Overfishing in Alaska is a topical subject, but just over a year ago the Alaska Department of Fish and Game estimated that 54 million sockeye salmon would return to Bristol Bay, the largest commercial sockeye salmon producing region in the world. At a time when fishery populations are under pressure, on average, this was a more-than confident prediction; 54 million is 40% greater than the previous 10-year mean of total runs and 51% greater than the long-term mean of 32.43 million.
It turns out that their confidence was well placed—they crushed it: the salmon run was the largest in years. A small portion of that run was captured by Jason Ching in a spectacular aerial-recorded video (below).
Jason Ching, works with the Alaska Salmon Program and shot this astounding film during survey work, carried out by him and his team on Lake Iliamna (hence the video title: ‘ABOVE ILIAMNA’).
The video description reads: “Fly high above Lake Iliamna in Alaska, following the crew of the Alaska Salmon Program as they conduct sockeye salmon surveys during one of the largest salmon returns in years.”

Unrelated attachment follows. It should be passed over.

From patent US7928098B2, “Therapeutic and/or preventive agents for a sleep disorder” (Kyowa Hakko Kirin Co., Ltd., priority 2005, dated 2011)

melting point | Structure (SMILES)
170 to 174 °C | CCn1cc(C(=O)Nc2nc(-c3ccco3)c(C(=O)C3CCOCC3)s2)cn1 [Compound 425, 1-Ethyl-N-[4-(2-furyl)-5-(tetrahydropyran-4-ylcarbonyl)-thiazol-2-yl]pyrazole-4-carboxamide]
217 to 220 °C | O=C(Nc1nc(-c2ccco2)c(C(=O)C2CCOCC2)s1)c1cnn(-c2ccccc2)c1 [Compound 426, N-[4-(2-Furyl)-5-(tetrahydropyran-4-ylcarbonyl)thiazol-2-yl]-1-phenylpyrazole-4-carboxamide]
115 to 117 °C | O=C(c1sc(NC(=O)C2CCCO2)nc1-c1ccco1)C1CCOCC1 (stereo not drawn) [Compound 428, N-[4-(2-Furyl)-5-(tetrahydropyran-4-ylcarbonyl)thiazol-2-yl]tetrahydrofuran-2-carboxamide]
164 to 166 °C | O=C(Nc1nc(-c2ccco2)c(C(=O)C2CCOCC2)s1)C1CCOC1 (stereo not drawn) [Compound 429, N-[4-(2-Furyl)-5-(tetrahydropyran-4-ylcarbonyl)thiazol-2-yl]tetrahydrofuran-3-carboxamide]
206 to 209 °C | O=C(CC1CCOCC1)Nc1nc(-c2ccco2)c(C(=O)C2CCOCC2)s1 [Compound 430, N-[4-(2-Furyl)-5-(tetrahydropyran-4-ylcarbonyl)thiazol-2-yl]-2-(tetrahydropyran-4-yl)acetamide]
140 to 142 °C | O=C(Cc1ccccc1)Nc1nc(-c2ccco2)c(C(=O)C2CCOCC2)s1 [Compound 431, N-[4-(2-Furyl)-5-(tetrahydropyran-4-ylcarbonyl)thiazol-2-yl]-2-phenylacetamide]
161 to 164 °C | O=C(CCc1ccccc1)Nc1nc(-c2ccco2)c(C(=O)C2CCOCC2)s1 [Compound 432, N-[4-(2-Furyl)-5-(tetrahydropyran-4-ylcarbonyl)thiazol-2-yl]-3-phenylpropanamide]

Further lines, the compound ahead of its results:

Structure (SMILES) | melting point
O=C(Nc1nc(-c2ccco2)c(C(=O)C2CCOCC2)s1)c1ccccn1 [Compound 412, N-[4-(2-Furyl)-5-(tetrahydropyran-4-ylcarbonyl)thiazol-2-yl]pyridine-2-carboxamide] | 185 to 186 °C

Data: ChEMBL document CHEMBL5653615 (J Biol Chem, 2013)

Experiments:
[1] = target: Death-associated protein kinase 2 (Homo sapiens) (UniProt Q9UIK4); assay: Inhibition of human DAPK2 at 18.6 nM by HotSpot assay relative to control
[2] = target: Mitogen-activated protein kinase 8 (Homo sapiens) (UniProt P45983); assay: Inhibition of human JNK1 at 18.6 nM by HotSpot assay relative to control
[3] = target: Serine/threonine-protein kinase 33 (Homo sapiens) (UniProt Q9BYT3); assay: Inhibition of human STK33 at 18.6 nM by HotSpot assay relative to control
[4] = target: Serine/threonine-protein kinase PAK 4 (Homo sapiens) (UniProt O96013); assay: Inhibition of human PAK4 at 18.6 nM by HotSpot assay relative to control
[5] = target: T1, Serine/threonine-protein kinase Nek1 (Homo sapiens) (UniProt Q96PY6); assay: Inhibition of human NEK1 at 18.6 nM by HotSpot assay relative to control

Iliamna is Alaska’s largest lake and home to the 2.5 million returning sockeye.
Adventure Journal caught up with Ching to find out more:
The video was produced to give the viewer the feeling of joining our research group for a day of work. The video starts and ends at our research station and field camp on Porcupine Island, in Iliamna Lake, Alaska. Throughout the middle of the video the viewers are seeing aerial surveys of sockeye salmon aggregated to spawn at several different locations around the east end of the lake.
During the 2014 and 2015 field seasons, we began to explore using UAS (unmanned aerial systems) to gather population estimates of sockeye salmon on spawning locations around Iliamna Lake. We conducted these aerial surveys across several different stream, beach and island spawning sites in conjunction with on-the-ground counts. The video shows some clips of these aerial surveys, and I think really speaks to the efficacy of using drones not only to capture stunning footage, but also for advancing research techniques in the field.
This 2015 season saw one of the largest returns of sockeye salmon to Bristol Bay and especially the Iliamna Lake system in recent years. The large abundance of salmon speaks not only to how well the largest commercial sockeye salmon fishery is managed, but also illustrates how productive such intact natural systems and diverse habitats can be.
Via: Adventure Journal